- The language pair: The more exclusive the language pair, the more expensive. There are many more EN-ES translators than EN-SV, so it is logical that Swedish translations are more expensive.
- The tax pressure and the cost of living on each country: Translators have to make a living, so when establishing their rates they have to take into account the taxes they will have to pay. As we work with native translators, most of them living in their country of origin, this explains why Norwegian is a more expensive language than Italian.
- The type of text: Although translators get specialized in a given field, there are differences in the complexity of texts within the same field. For example, even if a translator is specialized in software localization, localizing a software file is usually more difficult than translating the user instructions of the same software product. This is because when dealing with pure software files translators usually have long lists of terms without further context. Therefore, the time spent on researching is higher and thus the rate for software is higher than for documentation. For example, let’s take the string ‘No’ in a software list. This can both mean ‘number’ or the rejecting ‘No’. As software lists do not follow a logical order, the translator will have to make more research to get the context for this string.
- The format of the file: We have already explained on previous posts how important it is to send the translation in a format that allows for easy editing. If you send a PDF file or a hand written document, just to name some examples, we will have to process your file before the translator actually puts his/her hands on the translation work. Depending on how long it takes to do these preceding tasks, the translation costs can increase.
And now, some simple notes about the translation quotation. A localization project involves many more tasks apart from translating (see our series The Localization Project for further reference, just do a quick search on our blog), and these tasks are reflected in the quotation you get from a translation company:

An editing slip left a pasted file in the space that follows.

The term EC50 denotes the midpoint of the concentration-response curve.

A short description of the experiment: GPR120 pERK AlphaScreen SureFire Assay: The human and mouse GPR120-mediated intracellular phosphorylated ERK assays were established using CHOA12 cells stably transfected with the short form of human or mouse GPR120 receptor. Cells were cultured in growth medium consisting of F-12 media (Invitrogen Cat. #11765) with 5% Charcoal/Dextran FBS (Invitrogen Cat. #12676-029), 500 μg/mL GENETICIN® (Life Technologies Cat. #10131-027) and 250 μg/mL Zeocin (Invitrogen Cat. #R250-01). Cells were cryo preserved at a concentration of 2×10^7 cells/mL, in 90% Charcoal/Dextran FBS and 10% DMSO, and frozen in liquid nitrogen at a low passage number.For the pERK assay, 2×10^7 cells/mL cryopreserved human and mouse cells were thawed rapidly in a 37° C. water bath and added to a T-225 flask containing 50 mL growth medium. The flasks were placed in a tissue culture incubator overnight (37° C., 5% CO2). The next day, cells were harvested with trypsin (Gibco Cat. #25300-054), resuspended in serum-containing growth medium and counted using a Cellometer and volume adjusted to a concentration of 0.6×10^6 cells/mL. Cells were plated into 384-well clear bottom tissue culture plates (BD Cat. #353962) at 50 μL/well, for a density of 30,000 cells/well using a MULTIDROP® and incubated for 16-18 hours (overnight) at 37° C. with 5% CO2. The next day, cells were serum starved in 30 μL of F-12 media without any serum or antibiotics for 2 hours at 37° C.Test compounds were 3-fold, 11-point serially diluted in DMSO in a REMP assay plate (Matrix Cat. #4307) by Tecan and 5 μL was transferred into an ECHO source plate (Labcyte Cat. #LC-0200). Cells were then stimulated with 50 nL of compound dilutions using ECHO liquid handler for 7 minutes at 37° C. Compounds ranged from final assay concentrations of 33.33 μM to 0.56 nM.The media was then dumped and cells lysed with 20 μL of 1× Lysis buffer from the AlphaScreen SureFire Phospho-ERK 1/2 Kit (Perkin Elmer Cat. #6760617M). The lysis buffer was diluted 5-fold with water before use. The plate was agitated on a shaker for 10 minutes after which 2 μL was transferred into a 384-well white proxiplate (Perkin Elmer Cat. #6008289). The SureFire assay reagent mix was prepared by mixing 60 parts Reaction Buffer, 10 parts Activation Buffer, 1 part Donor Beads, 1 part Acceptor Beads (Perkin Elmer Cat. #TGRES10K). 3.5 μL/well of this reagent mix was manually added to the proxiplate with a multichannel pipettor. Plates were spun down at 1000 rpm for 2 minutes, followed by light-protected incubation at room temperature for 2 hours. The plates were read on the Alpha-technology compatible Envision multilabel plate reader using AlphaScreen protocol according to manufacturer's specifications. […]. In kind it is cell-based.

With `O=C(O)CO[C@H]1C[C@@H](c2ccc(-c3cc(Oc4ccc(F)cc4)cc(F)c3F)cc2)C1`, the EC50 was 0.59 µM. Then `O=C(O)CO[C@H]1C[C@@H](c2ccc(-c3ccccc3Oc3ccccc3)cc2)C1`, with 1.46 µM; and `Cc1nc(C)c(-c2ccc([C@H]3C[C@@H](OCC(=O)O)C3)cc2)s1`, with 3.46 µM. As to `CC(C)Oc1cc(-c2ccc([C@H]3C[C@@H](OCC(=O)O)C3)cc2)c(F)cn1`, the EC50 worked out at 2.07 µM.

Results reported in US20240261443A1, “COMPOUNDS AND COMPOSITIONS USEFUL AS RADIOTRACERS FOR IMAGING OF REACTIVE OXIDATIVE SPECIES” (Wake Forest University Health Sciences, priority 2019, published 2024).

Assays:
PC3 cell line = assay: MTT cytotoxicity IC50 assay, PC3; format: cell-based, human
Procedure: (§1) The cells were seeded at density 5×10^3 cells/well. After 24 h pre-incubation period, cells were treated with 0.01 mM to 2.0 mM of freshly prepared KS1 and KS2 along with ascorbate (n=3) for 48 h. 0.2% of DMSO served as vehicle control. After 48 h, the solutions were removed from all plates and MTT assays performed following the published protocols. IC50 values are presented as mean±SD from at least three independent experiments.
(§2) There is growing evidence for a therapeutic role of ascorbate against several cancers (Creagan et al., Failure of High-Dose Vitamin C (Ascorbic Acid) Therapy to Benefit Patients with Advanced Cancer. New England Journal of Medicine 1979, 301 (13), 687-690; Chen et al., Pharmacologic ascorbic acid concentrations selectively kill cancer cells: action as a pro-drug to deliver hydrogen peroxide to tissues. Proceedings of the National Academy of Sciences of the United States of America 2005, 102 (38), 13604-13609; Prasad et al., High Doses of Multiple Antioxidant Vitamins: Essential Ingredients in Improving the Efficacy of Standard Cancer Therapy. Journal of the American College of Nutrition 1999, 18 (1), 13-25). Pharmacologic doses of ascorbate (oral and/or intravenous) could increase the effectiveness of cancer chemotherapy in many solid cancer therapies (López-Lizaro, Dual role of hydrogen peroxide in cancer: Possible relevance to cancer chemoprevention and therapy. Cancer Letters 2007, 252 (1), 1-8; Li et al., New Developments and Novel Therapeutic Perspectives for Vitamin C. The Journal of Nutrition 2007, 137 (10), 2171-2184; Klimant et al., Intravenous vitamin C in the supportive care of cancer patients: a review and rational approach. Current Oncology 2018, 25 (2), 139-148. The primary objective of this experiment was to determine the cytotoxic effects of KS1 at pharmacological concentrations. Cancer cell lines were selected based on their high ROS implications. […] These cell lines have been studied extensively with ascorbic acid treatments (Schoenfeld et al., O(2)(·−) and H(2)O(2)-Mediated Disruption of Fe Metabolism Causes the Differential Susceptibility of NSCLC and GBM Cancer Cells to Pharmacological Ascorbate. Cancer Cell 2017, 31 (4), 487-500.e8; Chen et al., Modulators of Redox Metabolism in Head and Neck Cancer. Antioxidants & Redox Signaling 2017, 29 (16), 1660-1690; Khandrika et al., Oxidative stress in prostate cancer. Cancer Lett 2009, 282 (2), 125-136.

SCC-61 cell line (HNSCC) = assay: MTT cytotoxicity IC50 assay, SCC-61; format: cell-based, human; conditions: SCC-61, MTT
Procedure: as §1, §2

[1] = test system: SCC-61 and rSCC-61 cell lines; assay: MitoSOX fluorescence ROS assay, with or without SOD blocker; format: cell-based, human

- Project Management: Your unique contact point at the translation company will be the Project Manager. He/she will be in charge of getting the files from you and preparing them to the translator, filtering queries (so that you do not have to spend time dealing with lots of emails with the same questions), implementing feedback or making sure that last minute changes are implemented, among other tasks. To summarize, the PM takes care of all the hassle of dealing with several translators and tons of emails that you would have to deal with if you handled the project yourself.
- QA checks: Even if the translation has been reviewed and edited by another translator, there are additional QA tasks done to make sure that the text meets your quality requirements. The files are checked for consistency, spelling errors, typos, untranslated terms, adherence to marketing instructions (trademarks, product names, product versions, etc.). When the delivery date is tight, different translators have to be used and therefore QA checks are more exhaustive.
- DTP: For some projects, if you want to have a final file ready for printing, such as a PDF file, the translation will have to pass through the DTP process and checks until it has the same formatting as the source file (you can learn more about the DTP check on our post The importance of the DTP check).
- Terminology management: For some projects, clients want glossaries and terminology lists to be created so that they can be used as a reference material for future updates. If the client wants this service, this is to be rated separately from the translation but can sometimes be included in the same quotation, as a separate concept.